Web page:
Greek government-debt crisis Long-term interest rates (secondary market yields of government bonds with maturities of close to ten years) of all eurozone countries except Estonia. Higher yields indicates that financial markets have serious doubts about credit-worthiness of the state. Greece's debt percentage since 1977, compared to the average of the Eurozone Overview 2010–2014 In April 2010, adding to news of the recorded adverse deficit and debt data for 2008 and 2009, the national account data revealed that the Greek economy had also been hit by three distinct recessions (Q3-Q4 2007, Q2-2008 until Q1-2009, and a third starting in Q3-2009), which equaled an outlook for a further rise in the debt-to-GDP ratio from 109% in 2008 to 146% in 2010. 2015 Financial position summary Key statistics are summarized below, with a detailed table at the bottom of the article. Greek GDP fell from €242 billion in 2008 to €179 billion in 2014, a 26% decline overall. Causes Overview 
Exxon knew of climate change in 1981, email says – but it funded deniers for 27 more years | Environment ExxonMobil, the world’s biggest oil company, knew as early as 1981 of climate change – seven years before it became a public issue, according to a newly discovered email from one of the firm’s own scientists. Despite this the firm spent millions over the next 27 years to promote climate denial. The email from Exxon’s in-house climate expert provides evidence the company was aware of the connection between fossil fuels and climate change, and the potential for carbon-cutting regulations that could hurt its bottom line, over a generation ago – factoring that knowledge into its decision about an enormous gas field in south-east Asia. The field, off the coast of Indonesia, would have been the single largest source of global warming pollution at the time. “Exxon first got interested in climate change in 1981 because it was seeking to develop the Natuna gas field off Indonesia,” Lenny Bernstein, a 30-year industry veteran and Exxon’s former in-house climate expert, wrote in the email.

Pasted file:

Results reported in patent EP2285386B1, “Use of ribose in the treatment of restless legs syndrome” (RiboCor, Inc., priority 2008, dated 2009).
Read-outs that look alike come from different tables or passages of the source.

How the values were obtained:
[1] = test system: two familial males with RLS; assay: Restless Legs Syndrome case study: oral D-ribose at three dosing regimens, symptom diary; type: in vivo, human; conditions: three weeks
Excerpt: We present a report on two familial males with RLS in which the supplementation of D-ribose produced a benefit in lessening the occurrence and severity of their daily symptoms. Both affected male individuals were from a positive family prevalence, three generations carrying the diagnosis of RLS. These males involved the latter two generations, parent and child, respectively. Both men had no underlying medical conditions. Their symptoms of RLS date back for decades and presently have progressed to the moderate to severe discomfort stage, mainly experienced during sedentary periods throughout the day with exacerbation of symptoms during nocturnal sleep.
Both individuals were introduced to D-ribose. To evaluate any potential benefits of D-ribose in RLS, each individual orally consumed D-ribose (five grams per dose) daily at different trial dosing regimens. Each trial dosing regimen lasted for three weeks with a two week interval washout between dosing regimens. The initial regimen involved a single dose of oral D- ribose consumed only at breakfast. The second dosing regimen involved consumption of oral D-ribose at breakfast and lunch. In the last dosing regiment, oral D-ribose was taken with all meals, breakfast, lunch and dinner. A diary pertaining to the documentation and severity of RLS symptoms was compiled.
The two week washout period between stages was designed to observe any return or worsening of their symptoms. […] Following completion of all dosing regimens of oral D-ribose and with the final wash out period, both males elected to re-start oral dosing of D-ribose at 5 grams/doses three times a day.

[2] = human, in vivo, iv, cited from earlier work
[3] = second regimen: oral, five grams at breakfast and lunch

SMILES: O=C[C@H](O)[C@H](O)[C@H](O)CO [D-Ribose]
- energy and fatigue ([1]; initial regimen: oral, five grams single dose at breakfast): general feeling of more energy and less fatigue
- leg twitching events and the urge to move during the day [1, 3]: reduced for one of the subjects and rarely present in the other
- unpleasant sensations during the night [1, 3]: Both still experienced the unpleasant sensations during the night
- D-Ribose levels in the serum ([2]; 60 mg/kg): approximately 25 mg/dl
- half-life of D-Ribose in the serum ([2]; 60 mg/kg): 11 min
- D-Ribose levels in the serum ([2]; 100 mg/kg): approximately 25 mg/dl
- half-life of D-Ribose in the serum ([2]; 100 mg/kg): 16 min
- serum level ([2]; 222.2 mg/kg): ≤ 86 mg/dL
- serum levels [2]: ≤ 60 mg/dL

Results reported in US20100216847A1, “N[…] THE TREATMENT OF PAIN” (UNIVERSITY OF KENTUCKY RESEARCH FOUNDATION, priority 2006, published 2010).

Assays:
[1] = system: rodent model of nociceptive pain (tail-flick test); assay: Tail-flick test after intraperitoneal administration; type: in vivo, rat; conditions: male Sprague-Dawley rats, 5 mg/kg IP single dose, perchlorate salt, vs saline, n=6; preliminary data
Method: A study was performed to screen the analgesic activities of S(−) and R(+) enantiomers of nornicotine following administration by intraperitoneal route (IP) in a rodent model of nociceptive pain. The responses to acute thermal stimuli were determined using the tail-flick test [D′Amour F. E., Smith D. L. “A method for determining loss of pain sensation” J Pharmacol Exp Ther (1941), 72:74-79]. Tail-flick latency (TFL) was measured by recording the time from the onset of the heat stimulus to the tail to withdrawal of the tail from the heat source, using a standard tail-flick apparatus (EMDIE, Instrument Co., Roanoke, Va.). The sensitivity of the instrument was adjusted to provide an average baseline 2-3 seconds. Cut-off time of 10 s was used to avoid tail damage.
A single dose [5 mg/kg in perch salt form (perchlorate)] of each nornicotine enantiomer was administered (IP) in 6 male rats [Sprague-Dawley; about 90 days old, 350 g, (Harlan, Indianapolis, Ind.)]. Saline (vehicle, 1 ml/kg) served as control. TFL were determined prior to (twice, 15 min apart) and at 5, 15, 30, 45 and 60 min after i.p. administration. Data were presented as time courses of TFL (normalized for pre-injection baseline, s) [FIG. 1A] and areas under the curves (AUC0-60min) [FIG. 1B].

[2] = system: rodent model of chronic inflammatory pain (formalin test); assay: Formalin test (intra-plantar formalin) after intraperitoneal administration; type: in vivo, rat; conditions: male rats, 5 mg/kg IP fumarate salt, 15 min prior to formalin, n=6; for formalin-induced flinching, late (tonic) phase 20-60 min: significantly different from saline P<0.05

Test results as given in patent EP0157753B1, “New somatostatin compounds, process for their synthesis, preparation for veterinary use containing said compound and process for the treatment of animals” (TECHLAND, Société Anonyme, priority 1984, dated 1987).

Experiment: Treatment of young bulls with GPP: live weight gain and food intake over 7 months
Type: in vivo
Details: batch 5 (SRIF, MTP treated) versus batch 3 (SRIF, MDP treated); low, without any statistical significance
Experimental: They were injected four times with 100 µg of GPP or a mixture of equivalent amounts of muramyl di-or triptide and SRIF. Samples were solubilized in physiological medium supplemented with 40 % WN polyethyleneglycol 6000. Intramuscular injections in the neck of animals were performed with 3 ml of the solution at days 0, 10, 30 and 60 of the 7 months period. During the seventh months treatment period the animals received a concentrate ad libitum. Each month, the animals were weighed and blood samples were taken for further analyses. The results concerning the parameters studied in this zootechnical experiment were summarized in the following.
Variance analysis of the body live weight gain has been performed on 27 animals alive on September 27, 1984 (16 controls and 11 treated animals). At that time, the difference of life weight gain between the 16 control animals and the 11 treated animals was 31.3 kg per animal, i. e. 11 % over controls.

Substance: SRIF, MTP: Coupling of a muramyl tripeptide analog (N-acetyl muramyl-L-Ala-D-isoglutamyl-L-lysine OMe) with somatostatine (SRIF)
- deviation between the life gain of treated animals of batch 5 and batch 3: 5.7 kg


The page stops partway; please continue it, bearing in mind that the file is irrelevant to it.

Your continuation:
Coalition bans government's clean energy bank from financing wind power | Australia news The federal government has ordered the Clean Energy Finance Corporation (CEFC) not to make any future investments in wind power, instead focussing on “emerging technologies”, trade minister Andrew Robb has confirmed. Fairfax media reported on Sunday that the treasurer, Joe Hockey, and the finance minister, Mathias Cormann, bypassed the environment minister, Greg Hunt, in issuing the CEFC with the directive. Robb told Sky News on Sunday that that was “a total beat-up”. “Greg was fully cognisant of what was decided,” he said. “He was perhaps the principle party, along with [resources minister] Ian Macfarlane, who put together this arrangement with the crossbenchers, and he is fully cognisant of it, drove this deal and settled this deal, understood this arrangement. Hunt took to Twitter on Sunday to refute the claims made in Fairfax, labelling them “factually wrong and misleading”. The sector has reacted to the funding news by expressing disappointment. “Tony Abbott never looks forward.